Joker Mosaic

One fine day, totally out of the blue, the Digital Jalebi office received a box overflowing with tiny stock image prints. Turns out we had purchased a few hundred images from a stock images company way back for a client's project, and they had mailed us these prints for promotion.

Such an awesome opportunity simply cannot be allowed to be wasted and I volunteered to put these images to good use. I decided to make a mosaic of 392 images from these totally random 700-800 images(coincidentally, the stock images we bought were also used to make a digital mosaic).

The image selection is extremely important as it should have fewest number of colors while having as little detail and as much contrast as possible. I settled on Joker from The Dark Knight because he has few but easily identifiable colors: green hair, white face, blackened eyes, red mouth and purple coat. So even if I didn't manage to nail the shape, the easily recognized color combination will help convey the image.

Then editing in millimeter units, the joker image was divided into grids with each grid equal to the size of a single image print.

Using a pencil, a matching grid was drawn on a sheet and the rows and columns are numbered for easy indexing. A light outline of the image was sketched on the grid to help in the mosaic making process.

All the images were segregated according to the major colors of Joker,, white, black, red and purple.

An image was searched for a grid location by tediously going through all the images in the pile for the color required. The best match was stuck there with the smallest dab of weak glue.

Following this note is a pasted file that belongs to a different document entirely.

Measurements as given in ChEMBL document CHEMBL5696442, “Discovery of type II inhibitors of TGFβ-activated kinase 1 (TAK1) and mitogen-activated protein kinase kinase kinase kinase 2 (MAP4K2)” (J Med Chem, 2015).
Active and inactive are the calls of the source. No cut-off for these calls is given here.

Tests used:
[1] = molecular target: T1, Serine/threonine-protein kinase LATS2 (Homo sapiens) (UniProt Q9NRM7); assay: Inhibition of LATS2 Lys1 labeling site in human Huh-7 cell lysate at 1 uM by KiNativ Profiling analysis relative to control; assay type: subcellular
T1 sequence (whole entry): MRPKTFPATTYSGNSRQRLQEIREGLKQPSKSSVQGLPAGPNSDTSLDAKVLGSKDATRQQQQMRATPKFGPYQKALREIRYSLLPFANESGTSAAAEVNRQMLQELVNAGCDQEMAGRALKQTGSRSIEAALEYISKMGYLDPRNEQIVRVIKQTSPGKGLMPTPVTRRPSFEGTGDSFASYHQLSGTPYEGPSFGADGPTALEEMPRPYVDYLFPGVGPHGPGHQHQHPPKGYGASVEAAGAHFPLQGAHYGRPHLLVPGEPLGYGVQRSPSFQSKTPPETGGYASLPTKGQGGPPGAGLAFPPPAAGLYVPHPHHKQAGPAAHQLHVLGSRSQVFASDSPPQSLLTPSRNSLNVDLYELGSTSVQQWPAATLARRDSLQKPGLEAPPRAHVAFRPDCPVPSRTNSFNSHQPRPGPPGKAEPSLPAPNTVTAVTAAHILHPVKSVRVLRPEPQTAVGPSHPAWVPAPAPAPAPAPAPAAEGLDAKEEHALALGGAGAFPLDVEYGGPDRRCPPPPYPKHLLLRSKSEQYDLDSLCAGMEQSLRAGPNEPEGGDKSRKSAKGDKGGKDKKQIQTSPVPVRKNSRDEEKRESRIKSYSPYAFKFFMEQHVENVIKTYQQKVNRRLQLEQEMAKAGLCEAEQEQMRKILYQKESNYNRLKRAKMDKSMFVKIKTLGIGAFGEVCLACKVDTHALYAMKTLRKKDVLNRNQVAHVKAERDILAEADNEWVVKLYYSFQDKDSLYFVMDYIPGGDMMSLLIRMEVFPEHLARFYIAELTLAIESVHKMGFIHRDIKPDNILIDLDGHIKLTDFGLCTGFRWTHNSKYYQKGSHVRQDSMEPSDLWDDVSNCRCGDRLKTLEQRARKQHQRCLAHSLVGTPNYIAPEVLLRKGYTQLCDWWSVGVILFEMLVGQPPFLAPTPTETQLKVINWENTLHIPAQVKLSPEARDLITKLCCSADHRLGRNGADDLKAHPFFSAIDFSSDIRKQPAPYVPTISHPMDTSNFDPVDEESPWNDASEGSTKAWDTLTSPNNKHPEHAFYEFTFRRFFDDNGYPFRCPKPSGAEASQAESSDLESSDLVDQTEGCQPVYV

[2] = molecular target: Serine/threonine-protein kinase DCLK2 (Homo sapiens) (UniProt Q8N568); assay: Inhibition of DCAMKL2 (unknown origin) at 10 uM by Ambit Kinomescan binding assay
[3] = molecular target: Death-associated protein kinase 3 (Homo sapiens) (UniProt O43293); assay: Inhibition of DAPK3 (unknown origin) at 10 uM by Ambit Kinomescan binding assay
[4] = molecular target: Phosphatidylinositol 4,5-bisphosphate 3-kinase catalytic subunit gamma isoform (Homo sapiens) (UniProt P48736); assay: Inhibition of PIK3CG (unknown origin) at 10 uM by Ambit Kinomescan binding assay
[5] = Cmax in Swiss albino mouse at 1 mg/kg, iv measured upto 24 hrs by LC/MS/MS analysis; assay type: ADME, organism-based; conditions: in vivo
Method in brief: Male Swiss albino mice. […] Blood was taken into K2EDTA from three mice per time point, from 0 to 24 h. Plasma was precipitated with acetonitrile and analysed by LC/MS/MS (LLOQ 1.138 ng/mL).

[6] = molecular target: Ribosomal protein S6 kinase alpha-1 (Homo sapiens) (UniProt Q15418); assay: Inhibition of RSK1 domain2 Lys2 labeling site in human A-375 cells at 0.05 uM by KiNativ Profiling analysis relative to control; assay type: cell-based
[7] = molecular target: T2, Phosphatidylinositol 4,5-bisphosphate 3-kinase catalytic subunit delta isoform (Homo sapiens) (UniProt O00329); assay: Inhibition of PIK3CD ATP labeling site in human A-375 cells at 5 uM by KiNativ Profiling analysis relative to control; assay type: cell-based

By repeatedly removing, swapping or adding images to find the best combinations, an outline of the target image begins to emerge. There is no perfect arrangement. We can keep improving it and it will keep getting better. I was working on-and-off for months and it kept improving, getting subtle shades, a better nose, gradual color gradients etc.

Once satisfied with the image placement, the images were removed from sheet and re-glued permanently with superglue.

Having never made a mosaic before this, I was informed that the mosaic making process is best left to computers, which can analyze each image, tint them and find the best spot to place them. Neither having such awesome processing power while doing it manually, nor willing to tint my images with markers(nor being an artist), I was told it's not possible. But being an obstinate idiot, I decided to trudge ahead and this project is the result of months of despair, rework, dropping the project, taking it up again, and the eventual euphoria of success.